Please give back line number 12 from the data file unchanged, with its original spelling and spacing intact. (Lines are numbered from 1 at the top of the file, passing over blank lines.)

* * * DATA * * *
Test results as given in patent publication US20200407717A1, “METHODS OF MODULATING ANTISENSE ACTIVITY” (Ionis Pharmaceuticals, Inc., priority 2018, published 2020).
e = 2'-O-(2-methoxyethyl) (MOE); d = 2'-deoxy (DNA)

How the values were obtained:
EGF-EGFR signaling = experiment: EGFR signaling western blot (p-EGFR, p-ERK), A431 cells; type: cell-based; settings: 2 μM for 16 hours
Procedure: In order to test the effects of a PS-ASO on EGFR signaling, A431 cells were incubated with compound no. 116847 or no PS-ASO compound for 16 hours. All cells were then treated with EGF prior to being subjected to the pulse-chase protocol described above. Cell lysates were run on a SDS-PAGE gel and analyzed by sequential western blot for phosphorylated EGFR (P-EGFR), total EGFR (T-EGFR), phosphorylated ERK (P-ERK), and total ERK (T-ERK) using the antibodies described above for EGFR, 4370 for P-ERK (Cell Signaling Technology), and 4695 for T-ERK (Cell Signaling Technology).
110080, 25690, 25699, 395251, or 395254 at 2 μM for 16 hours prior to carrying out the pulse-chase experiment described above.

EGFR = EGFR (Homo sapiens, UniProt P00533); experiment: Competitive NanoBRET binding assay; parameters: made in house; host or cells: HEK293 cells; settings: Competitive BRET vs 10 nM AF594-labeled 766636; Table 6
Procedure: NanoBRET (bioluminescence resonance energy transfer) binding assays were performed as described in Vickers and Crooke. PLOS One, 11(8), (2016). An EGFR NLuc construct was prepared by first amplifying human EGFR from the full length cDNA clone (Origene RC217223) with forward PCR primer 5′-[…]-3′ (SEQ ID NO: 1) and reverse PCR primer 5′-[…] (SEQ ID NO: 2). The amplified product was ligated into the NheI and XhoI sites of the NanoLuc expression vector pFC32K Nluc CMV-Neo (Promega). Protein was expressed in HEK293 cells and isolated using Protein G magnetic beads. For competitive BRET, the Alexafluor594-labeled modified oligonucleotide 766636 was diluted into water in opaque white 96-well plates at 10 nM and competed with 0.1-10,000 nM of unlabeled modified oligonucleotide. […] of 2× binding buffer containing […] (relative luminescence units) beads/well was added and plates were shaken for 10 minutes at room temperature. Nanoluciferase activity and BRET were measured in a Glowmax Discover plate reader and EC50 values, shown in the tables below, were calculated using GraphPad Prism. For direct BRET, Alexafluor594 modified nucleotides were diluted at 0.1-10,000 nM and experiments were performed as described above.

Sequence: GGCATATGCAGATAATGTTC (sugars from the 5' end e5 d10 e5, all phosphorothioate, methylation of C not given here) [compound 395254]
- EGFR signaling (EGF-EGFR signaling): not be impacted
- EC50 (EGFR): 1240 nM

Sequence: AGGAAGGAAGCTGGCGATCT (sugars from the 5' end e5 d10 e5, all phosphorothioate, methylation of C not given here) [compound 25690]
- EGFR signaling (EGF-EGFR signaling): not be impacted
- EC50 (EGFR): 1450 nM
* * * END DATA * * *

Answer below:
Sequence: AGGAAGGAAGCTGGCGATCT (sugars from the 5' end e5 d10 e5, all phosphorothioate, methylation of C not given here) [compound 25690]